Market Outlook

September 1, 2023

Despite Economy’s Soft Landing, Market Risk Is Rising

John Bonnanzio

A reader took exception to my August 18 Hotline for being overly "optimistic" about the economy. "I think I am being conned on a favorable outlook," he wrote.

In my defense, the purpose of Friday updates is to provide context for the market’s behavior and to detail any portfolio trade recommendations. Nevertheless, our reader touched on an important question: If the economy is so great, why have stocks been under selling pressure? The short answers are rising long-term interest rates and above-average valuations. Let’s discuss both.

Stock Valuations

The first thing to know about valuations is that many investors (institutional and retail) don’t always care much about them — until they care a great deal! With the notable exception of value investors, few on Wall Street lose sleep when stocks trade above historical levels. At the end of July, for example, the trailing price-to-earnings ratio of the S&P 500 was about 23 versus the 33-year average of 24. Moreover, moderately elevated P/Es are rarely reliable predictors of selloffs. Indeed, stocks often trade at a premium when earnings are expected to accelerate. (Of course, the bust, from 2000 - 2003, is the best example of what happens to stocks when earnings don’t materialize!)

S&P P/E Ratio Trailing

With the odds of a recession in the second half fading, P/Es stand to contract in later quarters as stronger economic growth portends higher earnings growth. So the bottom line for now is that modestly high valuations are supportable, though it’s important to keep a close eye on interest rates.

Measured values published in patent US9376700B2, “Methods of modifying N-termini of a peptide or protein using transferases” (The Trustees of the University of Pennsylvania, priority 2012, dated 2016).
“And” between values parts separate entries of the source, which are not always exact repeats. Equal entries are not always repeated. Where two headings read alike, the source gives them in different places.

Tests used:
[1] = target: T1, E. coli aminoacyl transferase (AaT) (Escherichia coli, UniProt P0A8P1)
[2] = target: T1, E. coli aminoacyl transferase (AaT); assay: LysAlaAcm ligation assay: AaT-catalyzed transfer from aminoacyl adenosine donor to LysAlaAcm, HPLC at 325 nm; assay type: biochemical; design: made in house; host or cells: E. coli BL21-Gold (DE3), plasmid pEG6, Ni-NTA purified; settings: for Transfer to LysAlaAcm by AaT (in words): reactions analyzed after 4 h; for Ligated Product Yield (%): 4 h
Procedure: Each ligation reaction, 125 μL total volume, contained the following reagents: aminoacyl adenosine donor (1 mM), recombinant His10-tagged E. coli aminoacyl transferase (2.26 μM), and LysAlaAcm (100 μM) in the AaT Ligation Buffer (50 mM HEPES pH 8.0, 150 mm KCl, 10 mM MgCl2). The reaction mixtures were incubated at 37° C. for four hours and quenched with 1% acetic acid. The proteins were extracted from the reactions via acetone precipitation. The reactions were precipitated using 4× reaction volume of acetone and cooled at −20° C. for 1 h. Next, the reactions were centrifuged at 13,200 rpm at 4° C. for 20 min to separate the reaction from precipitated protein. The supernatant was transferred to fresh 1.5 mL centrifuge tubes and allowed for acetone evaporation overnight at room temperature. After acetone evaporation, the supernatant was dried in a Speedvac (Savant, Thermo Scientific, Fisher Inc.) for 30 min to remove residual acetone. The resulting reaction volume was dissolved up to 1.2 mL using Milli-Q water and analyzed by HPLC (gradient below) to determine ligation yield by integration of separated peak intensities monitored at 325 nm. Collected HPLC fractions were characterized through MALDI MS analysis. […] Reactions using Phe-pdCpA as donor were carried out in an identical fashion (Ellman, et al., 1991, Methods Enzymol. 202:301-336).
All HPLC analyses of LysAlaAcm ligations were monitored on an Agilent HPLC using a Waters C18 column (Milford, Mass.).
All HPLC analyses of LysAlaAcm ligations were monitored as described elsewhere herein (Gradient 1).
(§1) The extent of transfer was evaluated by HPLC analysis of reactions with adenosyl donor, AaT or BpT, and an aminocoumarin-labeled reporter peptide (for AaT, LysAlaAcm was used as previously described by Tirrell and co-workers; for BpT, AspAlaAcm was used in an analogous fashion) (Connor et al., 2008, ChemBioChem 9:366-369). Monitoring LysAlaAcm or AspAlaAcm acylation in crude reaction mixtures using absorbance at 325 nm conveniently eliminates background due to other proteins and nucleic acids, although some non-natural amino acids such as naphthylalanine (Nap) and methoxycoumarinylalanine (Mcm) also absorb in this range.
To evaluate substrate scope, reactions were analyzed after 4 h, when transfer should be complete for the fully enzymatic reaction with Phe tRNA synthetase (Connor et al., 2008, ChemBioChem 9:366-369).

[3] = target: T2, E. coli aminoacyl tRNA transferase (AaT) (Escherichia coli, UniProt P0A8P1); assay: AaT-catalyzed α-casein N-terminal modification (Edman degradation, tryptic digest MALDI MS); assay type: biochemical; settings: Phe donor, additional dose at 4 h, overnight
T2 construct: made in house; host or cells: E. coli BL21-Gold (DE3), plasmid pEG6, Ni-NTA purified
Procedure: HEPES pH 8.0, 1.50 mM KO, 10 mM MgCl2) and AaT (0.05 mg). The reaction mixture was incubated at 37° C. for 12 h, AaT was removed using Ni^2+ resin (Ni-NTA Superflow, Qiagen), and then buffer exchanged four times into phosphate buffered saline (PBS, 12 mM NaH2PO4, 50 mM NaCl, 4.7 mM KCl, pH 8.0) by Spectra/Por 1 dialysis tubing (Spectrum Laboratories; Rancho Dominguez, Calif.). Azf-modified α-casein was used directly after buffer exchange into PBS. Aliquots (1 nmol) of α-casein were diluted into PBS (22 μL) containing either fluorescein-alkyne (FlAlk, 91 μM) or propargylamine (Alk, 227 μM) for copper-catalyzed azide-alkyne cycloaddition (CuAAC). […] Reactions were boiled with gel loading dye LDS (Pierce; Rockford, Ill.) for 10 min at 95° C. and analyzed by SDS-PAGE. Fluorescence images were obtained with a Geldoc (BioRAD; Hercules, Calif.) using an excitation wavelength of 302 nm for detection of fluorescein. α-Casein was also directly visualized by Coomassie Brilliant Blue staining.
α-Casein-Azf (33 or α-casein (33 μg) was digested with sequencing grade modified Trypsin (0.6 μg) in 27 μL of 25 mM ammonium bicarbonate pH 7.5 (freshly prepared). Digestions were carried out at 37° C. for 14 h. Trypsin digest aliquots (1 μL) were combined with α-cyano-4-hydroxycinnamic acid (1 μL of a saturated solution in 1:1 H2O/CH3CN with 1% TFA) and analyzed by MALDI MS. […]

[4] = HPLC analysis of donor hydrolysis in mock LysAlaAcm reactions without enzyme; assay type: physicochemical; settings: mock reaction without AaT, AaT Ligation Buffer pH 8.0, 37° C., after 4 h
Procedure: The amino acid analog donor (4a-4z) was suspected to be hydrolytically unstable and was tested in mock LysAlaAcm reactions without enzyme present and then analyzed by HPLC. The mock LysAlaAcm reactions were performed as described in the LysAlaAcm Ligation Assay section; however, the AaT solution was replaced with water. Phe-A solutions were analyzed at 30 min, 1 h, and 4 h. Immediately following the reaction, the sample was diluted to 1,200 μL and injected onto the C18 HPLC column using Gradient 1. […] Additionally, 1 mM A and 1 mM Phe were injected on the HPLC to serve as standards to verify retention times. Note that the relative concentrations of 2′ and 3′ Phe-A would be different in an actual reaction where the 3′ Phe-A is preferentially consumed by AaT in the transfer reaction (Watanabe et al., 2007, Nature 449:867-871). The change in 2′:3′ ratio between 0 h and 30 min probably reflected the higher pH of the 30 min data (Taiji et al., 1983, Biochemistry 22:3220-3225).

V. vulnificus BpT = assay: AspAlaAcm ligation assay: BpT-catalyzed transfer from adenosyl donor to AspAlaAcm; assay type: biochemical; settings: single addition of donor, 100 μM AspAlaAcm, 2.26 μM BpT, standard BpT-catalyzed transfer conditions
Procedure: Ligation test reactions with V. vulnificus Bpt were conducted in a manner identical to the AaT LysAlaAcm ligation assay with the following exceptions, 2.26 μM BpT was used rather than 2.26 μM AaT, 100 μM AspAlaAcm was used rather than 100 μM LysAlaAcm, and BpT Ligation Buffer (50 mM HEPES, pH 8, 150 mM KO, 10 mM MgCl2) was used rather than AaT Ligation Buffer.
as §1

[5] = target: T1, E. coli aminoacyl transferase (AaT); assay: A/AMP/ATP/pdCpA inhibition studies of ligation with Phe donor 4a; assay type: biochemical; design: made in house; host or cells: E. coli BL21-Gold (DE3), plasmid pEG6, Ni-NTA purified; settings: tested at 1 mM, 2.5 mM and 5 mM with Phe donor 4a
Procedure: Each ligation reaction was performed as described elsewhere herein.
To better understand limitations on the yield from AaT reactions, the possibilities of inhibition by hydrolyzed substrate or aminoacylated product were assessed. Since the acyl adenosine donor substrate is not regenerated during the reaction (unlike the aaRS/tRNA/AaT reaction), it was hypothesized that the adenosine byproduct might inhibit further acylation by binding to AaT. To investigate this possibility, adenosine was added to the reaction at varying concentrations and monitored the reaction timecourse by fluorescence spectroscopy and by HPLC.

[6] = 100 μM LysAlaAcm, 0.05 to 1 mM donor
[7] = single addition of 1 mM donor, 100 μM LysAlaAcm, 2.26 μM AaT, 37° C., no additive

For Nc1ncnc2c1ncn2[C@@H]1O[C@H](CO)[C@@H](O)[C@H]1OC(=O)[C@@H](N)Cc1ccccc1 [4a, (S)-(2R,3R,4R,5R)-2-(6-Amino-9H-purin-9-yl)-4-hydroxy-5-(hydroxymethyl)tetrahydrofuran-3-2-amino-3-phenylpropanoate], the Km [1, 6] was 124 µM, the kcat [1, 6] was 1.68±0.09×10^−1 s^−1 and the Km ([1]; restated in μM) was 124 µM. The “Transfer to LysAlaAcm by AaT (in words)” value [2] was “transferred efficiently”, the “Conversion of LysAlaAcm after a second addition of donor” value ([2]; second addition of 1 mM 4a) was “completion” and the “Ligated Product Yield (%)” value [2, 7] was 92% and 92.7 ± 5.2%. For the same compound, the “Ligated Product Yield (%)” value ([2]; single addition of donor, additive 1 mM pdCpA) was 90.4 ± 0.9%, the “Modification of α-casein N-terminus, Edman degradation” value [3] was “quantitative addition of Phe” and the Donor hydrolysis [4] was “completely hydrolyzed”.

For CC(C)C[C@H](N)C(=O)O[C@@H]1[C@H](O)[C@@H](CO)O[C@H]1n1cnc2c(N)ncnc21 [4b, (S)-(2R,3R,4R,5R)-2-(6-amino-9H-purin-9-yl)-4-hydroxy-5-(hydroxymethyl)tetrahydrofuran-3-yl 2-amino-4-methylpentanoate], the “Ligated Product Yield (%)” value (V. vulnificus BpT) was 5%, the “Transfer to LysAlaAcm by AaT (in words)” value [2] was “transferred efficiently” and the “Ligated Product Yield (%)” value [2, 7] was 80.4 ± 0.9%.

Borrowing Costs Rising

Among the most worrisome issues right now is high interest rates.

Although inflation is down from 8.5% a year ago, at 3.2%, it’s still above the Fed’s 2% target. That delta is why Powell may not be satisfied with rates in the target range of 5.25% to 5.5%. However, he also seems to recognize that the economy’s soft landing may be jeopardized if 500 basis points in hikes jumps too quickly to 525 bps or more.

To our reader’s point, the economy is not without its problems.

Last month, mortgage interest rates breached a 22-year high of 7% (applications fell to a 28-year low). Credit card and auto loan delinquencies are up, credit standards are tighter, Covid-era "savings" are spent, and 44 million Americans are now redirecting paychecks to student loans. The pace of job creation and hiring is slowing; consumer confidence is ebbing.

So far, post-pandemic spending is yet to wane (it actually accelerated this summer!). But the question remains: will stronger GDP growth be enough to fuel earnings growth and, in turn, support stretched stock valuations?

That answer will come. In the meantime, the tug-of-war between optimists and pessimists may result in stepped up volatility (risk). While we never advocate market-timing, it’s a good time to align one’s risk tolerance with actual market exposure. As per our trades, our equity-oriented models are now positioned a bit more defensively.

— John Bonnanzio